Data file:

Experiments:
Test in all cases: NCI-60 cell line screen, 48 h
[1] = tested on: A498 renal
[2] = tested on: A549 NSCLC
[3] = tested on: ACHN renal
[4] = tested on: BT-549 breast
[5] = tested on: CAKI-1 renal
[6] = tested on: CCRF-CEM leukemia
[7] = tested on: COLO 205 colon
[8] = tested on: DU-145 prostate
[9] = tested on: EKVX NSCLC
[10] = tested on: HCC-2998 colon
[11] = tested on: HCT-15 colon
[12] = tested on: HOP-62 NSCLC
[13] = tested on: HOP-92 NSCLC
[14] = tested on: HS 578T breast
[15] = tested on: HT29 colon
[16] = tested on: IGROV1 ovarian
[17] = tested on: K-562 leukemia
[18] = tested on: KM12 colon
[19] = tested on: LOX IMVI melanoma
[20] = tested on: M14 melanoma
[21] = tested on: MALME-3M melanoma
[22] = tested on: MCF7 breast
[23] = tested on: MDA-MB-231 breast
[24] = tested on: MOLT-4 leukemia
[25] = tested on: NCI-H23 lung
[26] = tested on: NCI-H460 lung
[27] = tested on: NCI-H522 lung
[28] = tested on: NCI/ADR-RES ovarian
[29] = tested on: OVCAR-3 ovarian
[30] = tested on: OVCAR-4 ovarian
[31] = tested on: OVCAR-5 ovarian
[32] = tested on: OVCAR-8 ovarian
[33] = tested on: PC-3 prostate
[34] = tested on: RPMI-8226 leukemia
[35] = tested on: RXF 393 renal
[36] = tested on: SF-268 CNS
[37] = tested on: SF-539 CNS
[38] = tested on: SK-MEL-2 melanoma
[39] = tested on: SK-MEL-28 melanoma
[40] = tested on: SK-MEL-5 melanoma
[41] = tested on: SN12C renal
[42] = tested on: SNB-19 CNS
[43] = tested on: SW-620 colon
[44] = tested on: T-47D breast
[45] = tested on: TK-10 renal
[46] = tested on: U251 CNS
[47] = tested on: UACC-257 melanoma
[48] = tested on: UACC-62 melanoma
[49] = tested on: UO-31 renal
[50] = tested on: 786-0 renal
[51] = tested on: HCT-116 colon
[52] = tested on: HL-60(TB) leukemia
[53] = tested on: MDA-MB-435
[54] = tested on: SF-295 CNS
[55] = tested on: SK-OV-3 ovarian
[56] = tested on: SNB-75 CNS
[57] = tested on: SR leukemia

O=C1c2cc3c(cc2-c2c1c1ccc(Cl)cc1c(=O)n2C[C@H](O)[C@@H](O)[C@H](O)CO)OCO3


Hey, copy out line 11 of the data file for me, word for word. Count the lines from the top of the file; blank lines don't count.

[9] = tested on: EKVX NSCLC